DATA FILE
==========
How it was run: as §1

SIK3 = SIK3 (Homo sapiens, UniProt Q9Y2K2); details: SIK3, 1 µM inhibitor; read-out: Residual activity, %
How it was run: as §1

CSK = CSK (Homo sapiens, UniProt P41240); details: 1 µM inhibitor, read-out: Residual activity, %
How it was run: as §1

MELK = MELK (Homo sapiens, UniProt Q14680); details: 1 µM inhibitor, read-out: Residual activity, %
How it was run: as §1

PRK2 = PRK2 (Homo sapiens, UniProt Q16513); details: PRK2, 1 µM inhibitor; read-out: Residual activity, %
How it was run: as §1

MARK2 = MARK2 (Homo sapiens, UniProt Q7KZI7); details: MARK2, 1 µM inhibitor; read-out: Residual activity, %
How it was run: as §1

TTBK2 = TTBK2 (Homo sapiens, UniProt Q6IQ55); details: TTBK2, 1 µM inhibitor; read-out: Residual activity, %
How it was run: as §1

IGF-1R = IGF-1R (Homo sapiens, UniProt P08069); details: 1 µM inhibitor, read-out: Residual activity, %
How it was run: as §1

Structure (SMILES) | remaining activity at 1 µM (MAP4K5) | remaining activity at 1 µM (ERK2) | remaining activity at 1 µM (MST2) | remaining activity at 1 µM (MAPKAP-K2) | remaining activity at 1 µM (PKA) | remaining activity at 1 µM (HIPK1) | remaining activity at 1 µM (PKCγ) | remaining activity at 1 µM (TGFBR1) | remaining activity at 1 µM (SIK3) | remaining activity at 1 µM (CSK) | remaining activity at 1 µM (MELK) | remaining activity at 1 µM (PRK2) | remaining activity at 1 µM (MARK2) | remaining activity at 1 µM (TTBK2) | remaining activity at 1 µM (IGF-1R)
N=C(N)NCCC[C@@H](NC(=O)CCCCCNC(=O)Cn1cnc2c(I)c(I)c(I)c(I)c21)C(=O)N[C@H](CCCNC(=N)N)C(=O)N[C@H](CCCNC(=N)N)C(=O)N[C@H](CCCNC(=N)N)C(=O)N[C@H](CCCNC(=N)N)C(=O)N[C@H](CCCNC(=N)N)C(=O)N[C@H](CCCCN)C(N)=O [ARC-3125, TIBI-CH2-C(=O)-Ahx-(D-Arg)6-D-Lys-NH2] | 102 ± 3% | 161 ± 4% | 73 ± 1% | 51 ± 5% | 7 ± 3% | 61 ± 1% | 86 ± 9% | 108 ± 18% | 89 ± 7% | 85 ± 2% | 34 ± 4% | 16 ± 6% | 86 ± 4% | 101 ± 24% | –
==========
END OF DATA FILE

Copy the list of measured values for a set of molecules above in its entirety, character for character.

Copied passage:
How it was run: as §1

SIK3 = SIK3 (Homo sapiens, UniProt Q9Y2K2); details: SIK3, 1 µM inhibitor; read-out: Residual activity, %
How it was run: as §1

CSK = CSK (Homo sapiens, UniProt P41240); details: 1 µM inhibitor, read-out: Residual activity, %
How it was run: as §1

MELK = MELK (Homo sapiens, UniProt Q14680); details: 1 µM inhibitor, read-out: Residual activity, %
How it was run: as §1

PRK2 = PRK2 (Homo sapiens, UniProt Q16513); details: PRK2, 1 µM inhibitor; read-out: Residual activity, %
How it was run: as §1

MARK2 = MARK2 (Homo sapiens, UniProt Q7KZI7); details: MARK2, 1 µM inhibitor; read-out: Residual activity, %
How it was run: as §1

TTBK2 = TTBK2 (Homo sapiens, UniProt Q6IQ55); details: TTBK2, 1 µM inhibitor; read-out: Residual activity, %
How it was run: as §1

IGF-1R = IGF-1R (Homo sapiens, UniProt P08069); details: 1 µM inhibitor, read-out: Residual activity, %
How it was run: as §1

Structure (SMILES) | remaining activity at 1 µM (MAP4K5) | remaining activity at 1 µM (ERK2) | remaining activity at 1 µM (MST2) | remaining activity at 1 µM (MAPKAP-K2) | remaining activity at 1 µM (PKA) | remaining activity at 1 µM (HIPK1) | remaining activity at 1 µM (PKCγ) | remaining activity at 1 µM (TGFBR1) | remaining activity at 1 µM (SIK3) | remaining activity at 1 µM (CSK) | remaining activity at 1 µM (MELK) | remaining activity at 1 µM (PRK2) | remaining activity at 1 µM (MARK2) | remaining activity at 1 µM (TTBK2) | remaining activity at 1 µM (IGF-1R)
N=C(N)NCCC[C@@H](NC(=O)CCCCCNC(=O)Cn1cnc2c(I)c(I)c(I)c(I)c21)C(=O)N[C@H](CCCNC(=N)N)C(=O)N[C@H](CCCNC(=N)N)C(=O)N[C@H](CCCNC(=N)N)C(=O)N[C@H](CCCNC(=N)N)C(=O)N[C@H](CCCNC(=N)N)C(=O)N[C@H](CCCCN)C(N)=O [ARC-3125, TIBI-CH2-C(=O)-Ahx-(D-Arg)6-D-Lys-NH2] | 102 ± 3% | 161 ± 4% | 73 ± 1% | 51 ± 5% | 7 ± 3% | 61 ± 1% | 86 ± 9% | 108 ± 18% | 89 ± 7% | 85 ± 2% | 34 ± 4% | 16 ± 6% | 86 ± 4% | 101 ± 24% | –